“You can. And in your slide show, I hope you put some of her own art work. We can organize a lunch time presentation. You can bring some of your friends to be your audience.”
Isa wasn’t looking at me. She was adding to her speech until the next speaker began, and she closed her Chromebook to listen.
Deadlines are important. Much of the “real” world works around and, in part, because of deadlines. When teachers have 170 students, a deadline is a contract between the teacher and the student to submit work or evidence of learning by a certain time and date. The teacher has, likely, adjusted her calendar to free up time to write feedback to honor her part of the contract with timely feedback (and even plans to make time for revisions).
But readiness and willingness are two features of learning that may just happen because of deadlines which complicates the teacher-student contract. This view frustrates teachers and students because the report card deadlines are always looming and pushing against the true nature of learning through experience, which is rarely linear and not at all compliant with the neat measurements of points and letter grades.
I think that the “lesson” of deadlines is that while they exist for the sake of order and accountability — part of schooling’s systems — they also have potential to stimulate and in some cases agitate learning. For this reason, as much as possible, then, I try to see deadlines for assignments or projects as provisional in that the deadline serves for the time being, existing only until readiness and/or willingness occur, which may or may not occur by the deadline. Essentially, the only firm deadline I follow is the one from our district office that says “grades are due by 11:59 pm on Tuesday.” For me, reframing deadlines in this way has allowed me some peace and made me more patient with the Isas in my classes; this has required in me a shift in thinking about learning — how, why, and why learning happens — but also a shift in how I envision assessment and grading.
Isa’s “grade” for the speech and public speaking was not so good. We evaluated the detail of her research, the slides for how well the media supported her message, her eye contact, and her volume, and her professionalism in the delivery of the speech. She essentially read her speech, which was enough for me that day, but it was not enough for her. In that moment, she had a sense of readiness and willingness that was not realized until she had the time, place, and audience.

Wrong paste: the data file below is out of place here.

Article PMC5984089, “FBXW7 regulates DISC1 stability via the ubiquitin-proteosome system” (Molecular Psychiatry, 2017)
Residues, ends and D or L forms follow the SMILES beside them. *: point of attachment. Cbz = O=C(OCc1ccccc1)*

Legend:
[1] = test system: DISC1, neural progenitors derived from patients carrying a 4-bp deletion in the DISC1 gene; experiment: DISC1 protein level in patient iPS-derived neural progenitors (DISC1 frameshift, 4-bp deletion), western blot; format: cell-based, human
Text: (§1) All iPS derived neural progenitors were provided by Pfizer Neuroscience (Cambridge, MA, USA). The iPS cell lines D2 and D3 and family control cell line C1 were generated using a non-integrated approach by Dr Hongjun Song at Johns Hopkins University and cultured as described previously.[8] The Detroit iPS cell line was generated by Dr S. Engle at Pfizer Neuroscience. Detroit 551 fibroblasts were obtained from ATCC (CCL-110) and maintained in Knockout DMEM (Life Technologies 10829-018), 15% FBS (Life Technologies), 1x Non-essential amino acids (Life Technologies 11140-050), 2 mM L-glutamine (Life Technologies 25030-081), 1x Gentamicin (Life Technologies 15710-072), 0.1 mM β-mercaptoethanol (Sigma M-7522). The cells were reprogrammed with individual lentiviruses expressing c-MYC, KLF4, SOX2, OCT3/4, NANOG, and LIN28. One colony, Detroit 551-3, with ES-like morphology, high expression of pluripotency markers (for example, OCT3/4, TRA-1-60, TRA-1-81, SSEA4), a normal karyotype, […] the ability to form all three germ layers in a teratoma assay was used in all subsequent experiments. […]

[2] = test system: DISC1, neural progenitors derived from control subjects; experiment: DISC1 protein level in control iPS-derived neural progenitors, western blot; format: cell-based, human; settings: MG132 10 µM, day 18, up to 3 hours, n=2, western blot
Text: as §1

When Isa told me she wanted “to finish,” I could have told her that the deadline came and passed, but the truth is that we have four more weeks for this quarter, and if she wants another time, place, and audience, and if she has the readiness and willingness, then I am all for making a new deadline.
Life is not linear. We do not plan our one precious life and then follow that plan. The twists and turns of life shift our imagined deadlines and distort our dreams; experiences in those twists often help us revise or refine our wishes. Learning is no different. As teachers, we set up a plan and do our best to facilitate that plan for all students, but the reality of it is that the plan does not work for every student — it just can’t. Yes, we have to have due dates and deadlines for our sanity, for some sense of order and time management, for report cards. However, the deadline itself is a learning experience that may just be what some students need to, in fact, learn.
I am not sure if the high of the speaking event will sustain Isa long enough for her to finish her research and redo her presentation, but I will invite her to do so, at least until the end of the quarter.
“I can’t stay after school. I gotta pick up my little brother,” Leo says as he comes in at lunch to do a reading assignment. (All names are pseudonyms.)
“I understand, but you missed a week of school, and if you can just stay one day after school, we can work through this research project step-by-step. Twenty minutes at lunch isn’t going to do it,” I explain as we sit at a table in the back of the classroom and log into our Chromebooks. Leo opens up his blog and takes out his soccer book.
“But I finished the blog. Can I leave?” he pleads.
“Really? Great. Let’s take a look, and then we can work on your speech,” I reply opening my trail mix.
“Nope. I ain’t doing that. I am not giving a speech,” he states firmly pointing to his almost finished blog post.
“Uh huh, I hear you. Let’s just work on it and then see how you feel,” I suggest.
For fifteen of the twenty minutes, Leo talks (sort of flirts) with a girl who stayed in at lunch to write her speech. Unlike Leo, she hasn’t missed a single day of school. She just wasn’t interested in doing the project until today.